Identify structural problems in Uruguay. Did the MDG Agenda help to solve them?

Case study: Identify structural problems in Uruguay. Did the MDG Agenda help to solve them? Will the SDG Agenda help?

Identify structural problems in Uruguay. Did the MDG Agenda help to solve them?

Case study: Identify structural problems in Uruguay. Did the MDG Agenda help to solve them? Will the SDG Agenda help?

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Governments face increasingly complex challenges that defy single solutions. In many cases, what worked in the past may no longer suffice. To address this, UNDP is exploring emerging, integrated approaches that are better aligned with the development needs of governments and citizens.

In Uruguay, prompted by a major new foreign investment in the pulp industry, we’re working with the government to test this approach.

In July 2019, Uruguay and the Finnish multinational UPM signed a US$3.3 billion agreement to build a greenfield eucalyptus pulp mill near Paso de los Toros. Some investment will go toward upgrading a port facility and railway tracks, for which Uruguay has taken out a US$1 billion loan. Three forestry areas in northern Uruguay are also under development.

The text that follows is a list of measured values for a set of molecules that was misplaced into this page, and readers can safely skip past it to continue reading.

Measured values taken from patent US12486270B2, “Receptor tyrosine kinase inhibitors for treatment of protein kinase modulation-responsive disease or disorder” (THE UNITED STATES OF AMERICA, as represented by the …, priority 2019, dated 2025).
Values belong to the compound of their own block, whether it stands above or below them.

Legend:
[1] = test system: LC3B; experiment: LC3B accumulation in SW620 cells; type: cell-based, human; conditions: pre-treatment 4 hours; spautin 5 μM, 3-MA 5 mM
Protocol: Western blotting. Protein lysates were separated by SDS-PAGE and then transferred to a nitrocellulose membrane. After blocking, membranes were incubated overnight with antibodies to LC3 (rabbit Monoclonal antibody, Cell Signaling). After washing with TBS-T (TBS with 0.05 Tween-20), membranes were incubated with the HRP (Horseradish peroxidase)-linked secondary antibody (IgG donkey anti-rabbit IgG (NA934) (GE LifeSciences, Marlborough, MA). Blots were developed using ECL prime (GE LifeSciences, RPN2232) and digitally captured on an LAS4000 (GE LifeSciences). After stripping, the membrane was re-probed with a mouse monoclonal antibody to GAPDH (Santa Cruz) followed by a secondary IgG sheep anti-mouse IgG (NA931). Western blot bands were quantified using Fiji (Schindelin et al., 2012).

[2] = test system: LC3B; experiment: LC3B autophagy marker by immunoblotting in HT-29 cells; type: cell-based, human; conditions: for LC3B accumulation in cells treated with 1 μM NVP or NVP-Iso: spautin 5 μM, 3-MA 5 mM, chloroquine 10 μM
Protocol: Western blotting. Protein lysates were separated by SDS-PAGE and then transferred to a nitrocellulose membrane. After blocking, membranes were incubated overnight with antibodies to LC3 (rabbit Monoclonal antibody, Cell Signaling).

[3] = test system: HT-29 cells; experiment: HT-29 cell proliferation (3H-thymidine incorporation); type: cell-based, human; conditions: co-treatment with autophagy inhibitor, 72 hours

Depending on whom you ask — investors, activists, or government officials — you’ll find a range of views on the potential benefits of this investment. Some say it will increase economic output by 1.5 percent, raise the annual value of exports by roughly 12 percent as pulp overtakes beef and soybeans, and employ more than 6,000 people during construction. Others say it will produce only 400 new permanent jobs, damage the environment. Also, yield too few social and economic benefits to justify concessions to its private sector partner.

Inarguably, though, the UPM deal reinforces Uruguay’s longstanding economic model. Based on extractive, commodity-led growth, foreign direct investment, and the export of primary products. And that’s risky.

Addressing these challenges is a strategic bet for the government. As it seeks to create conditions for long-term development based on diversification, local knowledge, and sound environmental policies.

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